Profile picture for ethidda

Should I rent or sell my house?

I bought a cute house in Ballard with an FHA mortgage about a year ago. It's a SFH, 3 bed, 1 bath, outdated kitchen (though I replaced some appliances), and a detached garage.

Now, due to other circumstances, I will probably be moving to a different part of town. If I sell it, I will get basically nothing after the agent fees, etc. If I rent it out, I'm able to just about cover my mortgage payments, and possibly a tiny bit more. I do have the finances to cover the difference between the rental income and my rental payment if the renter is not able to pay for some reason. I'm thinking renting it out might also be a good idea for tax reasons.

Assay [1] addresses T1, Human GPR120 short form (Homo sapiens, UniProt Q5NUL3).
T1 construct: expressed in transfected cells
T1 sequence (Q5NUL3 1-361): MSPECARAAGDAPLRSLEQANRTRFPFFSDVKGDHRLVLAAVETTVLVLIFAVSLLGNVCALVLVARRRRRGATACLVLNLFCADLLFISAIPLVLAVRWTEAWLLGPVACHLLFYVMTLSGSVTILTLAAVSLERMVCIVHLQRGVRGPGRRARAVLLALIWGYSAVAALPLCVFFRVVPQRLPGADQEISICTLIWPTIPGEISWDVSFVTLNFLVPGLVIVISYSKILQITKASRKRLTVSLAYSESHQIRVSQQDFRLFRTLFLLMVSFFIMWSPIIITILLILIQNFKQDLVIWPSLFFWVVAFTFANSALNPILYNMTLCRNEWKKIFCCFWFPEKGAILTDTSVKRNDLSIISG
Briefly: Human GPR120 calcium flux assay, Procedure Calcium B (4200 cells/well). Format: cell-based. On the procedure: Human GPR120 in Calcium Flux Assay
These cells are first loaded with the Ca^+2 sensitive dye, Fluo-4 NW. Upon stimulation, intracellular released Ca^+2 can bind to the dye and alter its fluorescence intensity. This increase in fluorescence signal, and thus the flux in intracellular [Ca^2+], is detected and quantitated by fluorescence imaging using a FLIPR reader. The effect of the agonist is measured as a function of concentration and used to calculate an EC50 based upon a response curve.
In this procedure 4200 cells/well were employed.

I'm wondering if I should rent it out or sell it. People always seem to recommend selling if at all possible, but I have a hard time believing that's actually the case (whether or not I'm an exception). Are there issues I haven't considered?
  • August 27 2012 - Ballard
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Answers (12)

Since you can afford to rent the place and have an emergency fund in store in case your tenants don't pay then I would say you are in a stronger position to rent as opposed to selling. Home prices have depreciated over the last couple of years, and remain low. You may not get the best return for your investment if you sell in this real estate climate. Assuming the housing market will keep trending slowly but upward as it has been lately, it may very well be worth the wait.  
  • February 05 2013
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Profile picture for blub blub blub